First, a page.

The kindness of others really sustains you during the months following. Particularly those who – like at the funeral – were old friends, work colleagues, casual acquaintances you’d meant to see for years but somehow not got around to seeing. The fact they had made an effort to support me and say goodbye to Gail in their own way was and still is, truly overwhelming.
In September 2017, I’d posted a photo from Kos in the Greek Islands where Gail and I were having a wonderful holiday. Underneath the post was a comment from a long-time friend and work colleague Vic and his wife Loretta. By coincidence they were in Kos too and suggested we meet up. This wouldn’t be quite so surprising if it wasn’t for the fact that Gail and I hadn’t seen Vic and Loretta in over 30 years! We’d often talked about meeting, never managed it and, when we eventually did, it turned out to be a couple of thousand miles away from where we both lived. Strange how things pans out.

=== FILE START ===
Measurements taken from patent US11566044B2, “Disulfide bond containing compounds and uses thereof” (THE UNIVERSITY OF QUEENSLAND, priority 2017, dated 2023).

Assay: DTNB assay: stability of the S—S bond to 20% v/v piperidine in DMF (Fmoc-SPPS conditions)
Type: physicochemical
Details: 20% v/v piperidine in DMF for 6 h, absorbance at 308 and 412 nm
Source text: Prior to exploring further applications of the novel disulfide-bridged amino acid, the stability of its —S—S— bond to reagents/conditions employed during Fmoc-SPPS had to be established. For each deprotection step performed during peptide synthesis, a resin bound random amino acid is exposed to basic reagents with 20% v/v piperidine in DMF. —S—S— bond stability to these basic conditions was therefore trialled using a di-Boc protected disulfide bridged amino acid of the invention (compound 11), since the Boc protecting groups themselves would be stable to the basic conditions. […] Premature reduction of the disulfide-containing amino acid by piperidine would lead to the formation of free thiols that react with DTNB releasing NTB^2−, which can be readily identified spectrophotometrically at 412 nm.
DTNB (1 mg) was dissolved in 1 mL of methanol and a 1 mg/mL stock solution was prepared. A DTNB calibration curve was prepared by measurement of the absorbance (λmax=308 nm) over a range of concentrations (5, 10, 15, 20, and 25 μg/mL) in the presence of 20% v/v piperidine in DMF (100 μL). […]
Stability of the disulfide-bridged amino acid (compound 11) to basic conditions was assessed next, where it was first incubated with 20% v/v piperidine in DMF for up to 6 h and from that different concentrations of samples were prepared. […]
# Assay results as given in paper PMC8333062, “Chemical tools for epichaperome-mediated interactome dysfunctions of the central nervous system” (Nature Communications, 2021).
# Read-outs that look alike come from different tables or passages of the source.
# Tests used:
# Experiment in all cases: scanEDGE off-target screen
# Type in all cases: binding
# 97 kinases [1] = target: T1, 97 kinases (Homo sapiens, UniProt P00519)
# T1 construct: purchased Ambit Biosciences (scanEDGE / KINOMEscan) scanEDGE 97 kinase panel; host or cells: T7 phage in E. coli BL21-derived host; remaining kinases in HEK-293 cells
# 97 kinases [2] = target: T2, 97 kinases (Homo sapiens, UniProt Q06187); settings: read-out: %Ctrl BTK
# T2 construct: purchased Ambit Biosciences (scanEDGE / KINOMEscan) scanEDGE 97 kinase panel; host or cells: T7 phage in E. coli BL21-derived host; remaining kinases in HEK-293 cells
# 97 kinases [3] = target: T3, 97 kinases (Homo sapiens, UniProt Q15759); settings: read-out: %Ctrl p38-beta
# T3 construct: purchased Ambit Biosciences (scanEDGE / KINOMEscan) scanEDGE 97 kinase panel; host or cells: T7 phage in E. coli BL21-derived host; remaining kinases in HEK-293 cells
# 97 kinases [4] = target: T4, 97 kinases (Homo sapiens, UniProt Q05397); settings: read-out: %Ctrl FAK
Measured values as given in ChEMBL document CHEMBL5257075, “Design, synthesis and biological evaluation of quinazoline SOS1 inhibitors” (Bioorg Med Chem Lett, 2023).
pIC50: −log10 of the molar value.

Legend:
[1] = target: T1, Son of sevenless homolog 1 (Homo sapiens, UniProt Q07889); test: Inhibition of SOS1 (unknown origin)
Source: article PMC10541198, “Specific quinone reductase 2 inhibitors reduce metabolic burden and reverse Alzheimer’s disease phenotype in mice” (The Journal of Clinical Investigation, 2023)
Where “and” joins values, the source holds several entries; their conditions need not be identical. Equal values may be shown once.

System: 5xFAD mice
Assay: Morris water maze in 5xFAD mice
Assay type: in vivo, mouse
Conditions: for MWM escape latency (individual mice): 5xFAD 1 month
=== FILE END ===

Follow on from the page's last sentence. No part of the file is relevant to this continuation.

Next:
We’d last met at a company Christmas Party I’d organised in 1987. Gail arrived as my guest for what was to become our first Christmas ‘together’ and the first person she met was Vic and his then girlfriend Loretta who were also breaking the ice. Now it was three decades later and, inevitably, as happens with these things, when we did meet it was like we’d seen each other the previous week. We had a really nice meal and spent several happy hours catching up under a hot Greek sun.
Now, a year later and it was hard to think where we’d been just twelve months earlier. With Facebook posting up its one-year reminders, I relived again the happy day a year earlier and got another message back from Vic. They were returning to Kos again and they wanted me to know they were going to to the same restaurant and bar where we’d been a year earlier to celebrate Gail’s life and raise a glass to her. It was both desperately sad to think of them in that same place where we’d been so happy just twelve short months before, but I was also overwhelmingly grateful that they would do such a thing to remember her.
It was odd to think of our two respective journeys since 1987 and – and this happens a lot when you lose someone – you bemoan the wasted years when you wanted to do things but somehow never got around to it because, as John Lennon had it, ‘life got in the way’.